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Re: The Official Twin Peaks Thread (TOTPT)
« Reply #49 on: April 17, 2004, 08:17:33 PM »
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Lynch said that he never wanted the mystery to end, but felt somewhat pressured to by ABC. ABC also changed the night Twin Peaks aired, which didn't sit too well with him either. So when you watch Fire Walk With Me, as soon as the opening credits end, you might get an indicator about Lynch's experience in working in television, or it could be a message that this movie is nothing like the tv show. You decide.
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Re: The Official Twin Peaks Thread (TOTPT)
« Reply #50 on: April 17, 2004, 08:30:34 PM »
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Quote from: MacGuffin
So when you watch Fire Walk With Me, as soon as the opening credits end, you might get an indicator about Lynch's experience in working in television, or it could be a message that this movie is nothing like the tv show. You decide.


Man, that was a truly brilliant way to open the movie.

Themodernage, I'm anxious to hear what you think about the movie. My immediate expectation? You won't like it, and you especially won't like the first thirty minutes. Or possibly vice versa.

It took me two viewings of it to really appreciate the whole thing -- the first time I saw it, I hadn't seen the show, so of course I had no idea what was going on. The second time, I had just finished watching the entire series, and was able to appreciate it, but still found it jarring. Now, it's grown on me, and while I still have problems with the first act, there are some things about those early sequences that I think are amazing, too.

I think what gets most people is that, while the show was disturbing, it only hinted at the things that Lynch explores in the movie, and it also had a charming colloquial air that is entirely absent in FWM.

NEON MERCURY

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Re: The Official Twin Peaks Thread (TOTPT)
« Reply #51 on: April 17, 2004, 10:44:35 PM »
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pic. spoiler for FWWM



don't look if you haven't seen the film yet....













-this is pure genius..that one pic sums up twim peaks for me..and just more reasons why lynch is phucking amazing...the colors..the props/production designs....his sounds he creates.....this sequence and also..the one w/ bowie and the whole "we're not going to talk about judy"..
flat out briliance...there is no other director working to day that conveys so much w/ energy and sound and just surreal beauty.....well, malick would be a close second......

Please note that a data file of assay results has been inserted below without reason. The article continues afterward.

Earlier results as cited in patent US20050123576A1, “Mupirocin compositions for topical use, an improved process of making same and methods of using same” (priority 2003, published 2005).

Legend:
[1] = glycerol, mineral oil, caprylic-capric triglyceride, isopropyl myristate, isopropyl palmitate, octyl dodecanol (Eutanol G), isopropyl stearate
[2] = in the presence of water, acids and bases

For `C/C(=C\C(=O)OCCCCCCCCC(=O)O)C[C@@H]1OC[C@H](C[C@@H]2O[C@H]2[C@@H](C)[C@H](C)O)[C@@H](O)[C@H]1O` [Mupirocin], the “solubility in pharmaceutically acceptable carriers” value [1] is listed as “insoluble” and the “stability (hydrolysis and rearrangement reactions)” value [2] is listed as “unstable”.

also, there are some funny stuff in thet film w/ isaac and sutherland...

modage

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Re: The Official Twin Peaks Thread (TOTPT)
« Reply #52 on: May 08, 2004, 12:24:10 AM »
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Quote from: Ghostboy
Themodernage, I'm anxious to hear what you think about the movie. My immediate expectation? You won't like it, and you especially won't like the first thirty minutes. Or possibly vice versa.

well, i hate to be pegged down so easily but i have to agree with you.  i just watched Fire Walk With Me which makes today a sad day for that was the last new entry in the Twin Peaks universe i'll ever get.  i did not hate the movie, or dislike it, in fact while watching it i was completely entranced but it didnt add up to a very satisfying experience.  

i was prepared for the movie not to be like the tone of the show, and not star many of the regulars and be dark and weird and knew that it was pretty universally panned when it came out.  BUT that didnt stop me from being incredibly excited to be able to go back into that universe one last time (and under lynchs COMPLETE control) to see what else he had for us.  but unfortunately it was not much else.  

chris isaak's acting was awful, and i can see how on paper the opening 30 wiht the detectives might've been a sort've quirky return to the tone of the show and had the casting been better i might've felt that way about it.  but, like you thought i would think, it seemed rather pointless. like, had the movie opened with the cooper saying he knew somethign would happen agian and he didnt know where, we would'nt have been any worse off.  so the opening seemed a bit pointless.  also: the scene where they decipher what the girl meant was just horrendous.  and i couldnt figure out if it was how it was written, or just how they delivered the dialogue.  (like, i kept thinking 'if cooper had said this, would it have been funny/cool?')  

characters seemed to do things that werent in their characters.  (i dont believe that donna would've done anything other than drag laura immediately out of the bar when she followed her there).  laura was supposed to be homecoming queen who had a dark underside nobody knew about, but in the film she was a spaz constantly, not to mention a whore and a drug addict.  how could everybody not have known the way she seemed to (not) hide it!

cooper IS twin peaks, so the task of making a film without (mostly) him is a feat of impossibility to begin with.  and the idea of lynch who loves to fly by the seat of his pants doing a PREQUEL was not a sound one simply because fans of the show know everything that comes afterwards and everything has to match up or its inconsistent.